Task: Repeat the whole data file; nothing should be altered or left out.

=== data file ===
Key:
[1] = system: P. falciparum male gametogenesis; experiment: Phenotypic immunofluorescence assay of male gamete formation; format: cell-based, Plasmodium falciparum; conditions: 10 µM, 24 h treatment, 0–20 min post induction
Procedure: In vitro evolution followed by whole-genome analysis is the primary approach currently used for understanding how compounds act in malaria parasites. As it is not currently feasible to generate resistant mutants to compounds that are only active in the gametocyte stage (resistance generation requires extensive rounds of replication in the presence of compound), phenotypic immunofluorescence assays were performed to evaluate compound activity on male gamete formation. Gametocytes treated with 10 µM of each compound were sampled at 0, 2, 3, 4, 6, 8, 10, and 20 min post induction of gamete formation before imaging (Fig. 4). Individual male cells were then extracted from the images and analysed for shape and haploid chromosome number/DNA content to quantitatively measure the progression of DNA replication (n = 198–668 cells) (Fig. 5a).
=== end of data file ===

Key:
[1] = system: P. falciparum male gametogenesis; experiment: Phenotypic immunofluorescence assay of male gamete formation; format: cell-based, Plasmodium falciparum; conditions: 10 µM, 24 h treatment, 0–20 min post induction
Procedure: In vitro evolution followed by whole-genome analysis is the primary approach currently used for understanding how compounds act in malaria parasites. As it is not currently feasible to generate resistant mutants to compounds that are only active in the gametocyte stage (resistance generation requires extensive rounds of replication in the presence of compound), phenotypic immunofluorescence assays were performed to evaluate compound activity on male gamete formation. Gametocytes treated with 10 µM of each compound were sampled at 0, 2, 3, 4, 6, 8, 10, and 20 min post induction of gamete formation before imaging (Fig. 4). Individual male cells were then extracted from the images and analysed for shape and haploid chromosome number/DNA content to quantitatively measure the progression of DNA replication (n = 198–668 cells) (Fig. 5a).